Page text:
Day 1 FX Lessons

DAY 1: OVERVIEW OF BASIC AND ADVANCED SUPPLIES

Anybody, anywhere, can get started playing with FX Makeup without having to break the bank on supplies. All of these techniques can be used to create a variety of different bloody or spooky looks. As you progress in your knowledge, you will want to learn other methods and try new materials. Not all FX materials are equal, some things may work fine for a photo-shoot or Halloween, but wouldn't stand up to wearing all night in a haunted house or all day on a movie set . For film with HD cameras, you will want all the makeup to look real close up and move with the actor. Photography is much more forgiving. For haunted houses, you don't want the makeup to wear off despite having actors run around sweaty for hours, you want blood that look wet but actually dries and you don't need as much detail since most haunts are dark. Also, a wound that would be too static and still for film, would work fine for a haunt wherein each guest only sees the actor for a short time. There are an 100s of different techniques and supplies that can be used to achieve the same look and often times starting out, it can be overwhelming. Here's a couple of basics to get you started. In place of latex you can use elmer's glue or mod podge if you're just starting out and have no access to latex. Honestly, these materials won't hold up as well as liquid latex but if all you can get is the cheap latex from the Halloween store, it's not going to hold up any worse, can be used in a pinch and are non-toxic and skin safe. Always test any materials for an allergic reaction on a small patch of skin and wait before starting a larger makeup look. Many people are allergic to liquid latex and everyone's skin is different. Liquid latex and these looks won't hold up as well as using prosthetics or silicones, but those are a little more advanced. When working with liquid latex, always use vaseline over any hair to protect it. You can use a glue stick over eyebrows like we discussed before to cover them. Glue stick won't pull your hair out. Also, always use disposable applicators on latex, because it will ruin your brushes. If you are using other adhesives like spirit gum or prosaid, you will want to use spirit gum remover or a solvent like the one that Telesis sells. These adhesives can be used safely on hair if removed properly.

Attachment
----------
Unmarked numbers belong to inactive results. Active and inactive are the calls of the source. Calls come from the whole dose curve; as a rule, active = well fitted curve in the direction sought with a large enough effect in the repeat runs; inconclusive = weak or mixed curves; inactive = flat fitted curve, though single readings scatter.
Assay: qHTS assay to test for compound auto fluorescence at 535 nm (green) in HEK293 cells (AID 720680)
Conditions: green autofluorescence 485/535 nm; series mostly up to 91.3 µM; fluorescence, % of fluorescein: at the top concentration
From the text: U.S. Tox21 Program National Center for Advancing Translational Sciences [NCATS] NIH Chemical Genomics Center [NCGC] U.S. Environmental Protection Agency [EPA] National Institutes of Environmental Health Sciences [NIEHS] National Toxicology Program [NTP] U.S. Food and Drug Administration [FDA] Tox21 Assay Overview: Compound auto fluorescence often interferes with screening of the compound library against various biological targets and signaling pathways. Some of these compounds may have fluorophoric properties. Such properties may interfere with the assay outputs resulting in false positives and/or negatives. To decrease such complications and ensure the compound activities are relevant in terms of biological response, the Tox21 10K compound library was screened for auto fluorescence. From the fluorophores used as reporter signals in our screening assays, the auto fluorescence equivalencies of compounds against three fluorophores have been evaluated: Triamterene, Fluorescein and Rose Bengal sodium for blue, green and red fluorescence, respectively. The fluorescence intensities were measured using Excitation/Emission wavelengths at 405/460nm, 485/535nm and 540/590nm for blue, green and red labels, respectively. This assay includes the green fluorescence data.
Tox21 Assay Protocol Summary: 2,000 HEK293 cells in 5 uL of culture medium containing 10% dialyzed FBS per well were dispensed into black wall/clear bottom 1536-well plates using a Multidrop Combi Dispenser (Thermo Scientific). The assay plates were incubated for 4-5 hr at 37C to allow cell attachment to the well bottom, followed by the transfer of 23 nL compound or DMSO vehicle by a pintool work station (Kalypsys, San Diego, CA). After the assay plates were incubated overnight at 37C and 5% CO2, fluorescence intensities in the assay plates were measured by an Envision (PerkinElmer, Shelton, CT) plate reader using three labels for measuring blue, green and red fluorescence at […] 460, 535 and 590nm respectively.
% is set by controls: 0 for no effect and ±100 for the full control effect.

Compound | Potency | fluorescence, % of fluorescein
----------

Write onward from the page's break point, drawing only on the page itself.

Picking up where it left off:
THE FOLLOWING VIDEO IS AN EXCELLENT OVERVIEW OF DIFFERENT SUPPLIES AND TOOLS FOR YOUR KIT AND WHAT THESE PRODUCTS DO WHETHER YOU'RE A BEGINNER OR PROFESSIONAL. (Mykie from Glam N' Gore is awesome!):

 

NOT ALL BLOOD IS CREATED EQUAL (This video by MadeuLook by Lex goes over a few different types of blood):

But there are others and different blood is good for different things. No single type of faux blood will work best in all situations. Some types dry. Some stain. Some (like ours) never dry and don't stain and can be washed out of even white fabric. Some like Fleet Street do dry, stay wet looking and are suuuuper long lasting (perfect for haunt makeup) but aren't as easy to wash off of skin as others and can stain. They do sell a soap though that helps take it off of skin.  You also want to take into consideration how real blood interacts in the environment you're trying to emulate. 
And this is some of our blood (we also have a new BLOOODY Gore Ammo Kit on sale limited edition for this year where you can stock up on each type of our blood for less):